March 24, 2009

Howard Zinn: “Civil disobedience is not our problem. Our problem is civil obedience.

American historian, professor, and long time social critic Howard Zinn once said, “Civil disobedience is not our problem. Our problem is civil obedience. Our problem is that numbers of people all over the world have obeyed the dictates of the leaders of their government and have gone to war, and millions have been killed because of this obedience . . . Our problem is that people are obedient all over the world in the face of poverty and starvation and stupidity, and war, and cruelty.”
Resistance, such a meaningful word, with so many implications for so many people is the root of civil disobedience, resisting the injustice that society has put forth and resisting the system that requires change. Resistance comes in many forms. While non-violent resistance rarely makes headline news it is the most powerful force in affecting change in this world. Violent resistance on the other hand may shock the world in to paying attention, but will de-legitimize even the noblest of causes. Violent resistance strips people of their compassion and leaves both sides starved.
Nelson Mandela, Martin Luther King, and Gandhi are only a few examples of heroes who started these movements and while their actions lacked violence they certainly had a powerful force. I am fairly certain that their struggle was even greater than those wielding weapons and bombs, but somehow their message was much more powerful.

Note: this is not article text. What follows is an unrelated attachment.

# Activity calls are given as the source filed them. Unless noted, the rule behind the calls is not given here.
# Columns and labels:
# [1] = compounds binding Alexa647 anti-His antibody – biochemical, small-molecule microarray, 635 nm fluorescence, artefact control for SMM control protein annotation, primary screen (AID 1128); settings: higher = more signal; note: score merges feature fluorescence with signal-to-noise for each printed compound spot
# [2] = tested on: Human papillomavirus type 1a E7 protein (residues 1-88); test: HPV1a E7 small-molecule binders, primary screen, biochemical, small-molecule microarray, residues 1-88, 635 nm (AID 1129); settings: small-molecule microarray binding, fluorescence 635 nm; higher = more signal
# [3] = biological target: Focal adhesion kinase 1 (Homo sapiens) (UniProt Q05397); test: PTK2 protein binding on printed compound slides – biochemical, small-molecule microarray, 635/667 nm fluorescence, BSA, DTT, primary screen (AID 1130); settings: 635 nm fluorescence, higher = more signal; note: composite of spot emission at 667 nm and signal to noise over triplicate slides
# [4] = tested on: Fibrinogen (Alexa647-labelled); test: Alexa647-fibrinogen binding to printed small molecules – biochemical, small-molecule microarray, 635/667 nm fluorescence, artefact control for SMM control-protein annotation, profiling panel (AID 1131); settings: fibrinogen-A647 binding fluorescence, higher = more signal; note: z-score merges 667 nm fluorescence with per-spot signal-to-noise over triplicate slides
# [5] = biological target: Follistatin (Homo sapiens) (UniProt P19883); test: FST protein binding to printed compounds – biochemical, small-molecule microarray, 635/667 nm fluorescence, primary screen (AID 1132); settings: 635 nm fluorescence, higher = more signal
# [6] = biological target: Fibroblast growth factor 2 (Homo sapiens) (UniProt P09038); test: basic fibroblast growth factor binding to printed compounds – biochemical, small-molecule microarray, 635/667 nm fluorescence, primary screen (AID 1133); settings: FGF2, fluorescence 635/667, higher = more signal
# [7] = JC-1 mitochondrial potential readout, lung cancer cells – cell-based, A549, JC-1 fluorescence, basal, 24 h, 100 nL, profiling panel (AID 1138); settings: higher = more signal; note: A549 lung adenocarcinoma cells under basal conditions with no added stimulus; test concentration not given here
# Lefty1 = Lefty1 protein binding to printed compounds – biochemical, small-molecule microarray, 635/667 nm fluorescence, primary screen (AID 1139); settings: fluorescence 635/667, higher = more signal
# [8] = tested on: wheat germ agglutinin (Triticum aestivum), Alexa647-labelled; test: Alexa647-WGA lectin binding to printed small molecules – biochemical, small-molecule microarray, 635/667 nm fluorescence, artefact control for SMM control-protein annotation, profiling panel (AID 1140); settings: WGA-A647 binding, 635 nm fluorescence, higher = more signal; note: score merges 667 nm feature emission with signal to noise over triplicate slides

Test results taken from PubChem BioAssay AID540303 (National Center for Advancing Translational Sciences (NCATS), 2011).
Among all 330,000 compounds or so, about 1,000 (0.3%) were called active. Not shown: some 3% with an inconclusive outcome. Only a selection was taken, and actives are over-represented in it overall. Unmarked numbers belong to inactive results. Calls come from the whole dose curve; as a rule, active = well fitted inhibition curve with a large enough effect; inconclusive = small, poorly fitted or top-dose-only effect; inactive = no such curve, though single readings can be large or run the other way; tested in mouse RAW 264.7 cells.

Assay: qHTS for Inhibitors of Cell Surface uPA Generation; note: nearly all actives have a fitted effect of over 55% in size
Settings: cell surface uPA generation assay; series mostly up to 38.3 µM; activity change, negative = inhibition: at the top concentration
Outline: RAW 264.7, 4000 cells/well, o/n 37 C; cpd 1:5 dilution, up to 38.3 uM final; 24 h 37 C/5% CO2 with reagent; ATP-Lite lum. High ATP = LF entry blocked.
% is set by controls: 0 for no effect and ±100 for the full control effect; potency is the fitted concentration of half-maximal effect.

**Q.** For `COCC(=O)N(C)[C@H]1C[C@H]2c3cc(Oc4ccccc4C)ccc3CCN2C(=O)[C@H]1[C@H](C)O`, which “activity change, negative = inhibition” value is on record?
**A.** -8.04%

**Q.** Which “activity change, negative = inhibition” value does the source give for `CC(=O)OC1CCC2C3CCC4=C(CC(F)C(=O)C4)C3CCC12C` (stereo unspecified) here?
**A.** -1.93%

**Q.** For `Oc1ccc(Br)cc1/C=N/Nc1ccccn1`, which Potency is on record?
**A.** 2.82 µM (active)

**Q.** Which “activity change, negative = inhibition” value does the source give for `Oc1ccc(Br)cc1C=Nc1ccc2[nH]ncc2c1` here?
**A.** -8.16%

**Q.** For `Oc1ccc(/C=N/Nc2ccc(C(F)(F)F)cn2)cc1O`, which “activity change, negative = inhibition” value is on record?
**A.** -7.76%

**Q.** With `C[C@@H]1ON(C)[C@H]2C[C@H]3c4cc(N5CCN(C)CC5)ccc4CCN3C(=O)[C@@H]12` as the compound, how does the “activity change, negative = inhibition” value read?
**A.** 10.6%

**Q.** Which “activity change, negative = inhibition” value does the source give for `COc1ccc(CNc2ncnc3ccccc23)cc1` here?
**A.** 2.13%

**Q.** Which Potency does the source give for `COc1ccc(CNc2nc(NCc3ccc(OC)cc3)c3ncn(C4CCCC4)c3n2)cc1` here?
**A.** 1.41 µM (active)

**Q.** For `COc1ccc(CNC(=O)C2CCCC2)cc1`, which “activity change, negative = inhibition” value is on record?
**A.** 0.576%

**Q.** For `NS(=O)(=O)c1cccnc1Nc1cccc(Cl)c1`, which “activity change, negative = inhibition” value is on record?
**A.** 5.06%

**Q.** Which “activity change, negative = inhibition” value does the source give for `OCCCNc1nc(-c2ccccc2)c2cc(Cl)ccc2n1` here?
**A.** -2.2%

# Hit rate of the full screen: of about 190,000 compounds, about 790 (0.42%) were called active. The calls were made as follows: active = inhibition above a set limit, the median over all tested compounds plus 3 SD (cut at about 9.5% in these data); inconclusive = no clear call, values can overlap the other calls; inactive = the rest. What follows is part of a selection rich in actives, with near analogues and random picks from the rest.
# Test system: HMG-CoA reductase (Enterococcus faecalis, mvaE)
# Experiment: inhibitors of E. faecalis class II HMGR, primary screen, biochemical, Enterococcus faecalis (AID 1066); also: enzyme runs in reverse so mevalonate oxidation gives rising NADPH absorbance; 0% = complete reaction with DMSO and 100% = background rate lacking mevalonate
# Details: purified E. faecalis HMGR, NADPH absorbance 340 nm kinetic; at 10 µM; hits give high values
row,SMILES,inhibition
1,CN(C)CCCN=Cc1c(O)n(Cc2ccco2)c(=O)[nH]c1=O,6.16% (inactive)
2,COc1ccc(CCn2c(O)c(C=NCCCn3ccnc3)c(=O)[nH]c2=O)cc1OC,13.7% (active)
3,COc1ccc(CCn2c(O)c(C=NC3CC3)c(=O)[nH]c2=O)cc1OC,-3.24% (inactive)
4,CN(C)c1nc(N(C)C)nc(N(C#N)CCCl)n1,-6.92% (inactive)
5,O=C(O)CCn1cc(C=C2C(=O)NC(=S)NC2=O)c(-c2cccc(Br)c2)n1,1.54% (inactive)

In society today with the lines so blurred between right and wrong it is hard to distinguish who the “real” heroes are. Is it the soldier returning from the war in Iraq? Is it the protester fighting for human rights? Or is it the “conscientious objector” who makes the brave decision to not fight at all? In a world where choosing not to fight can be more punishable than committing human rights violations while in service all of these individual acts of resistance are more important than ever. Groups like Courage to Resist, the Iraq Veterans Against the War, and Breaking the Silence lend the voices that society so desperately needs in order to critically reexamine ourselves and move forward. The conventional war heroes are exhibiting new levels of bravery by using their words to move society. While Mandela, King, and Gandhi are all appropriately credited for their movements their strength was only derived from the people who supported them.
For too long our greatest problem has been civil obedience and it’s time to stand behind those who resist.

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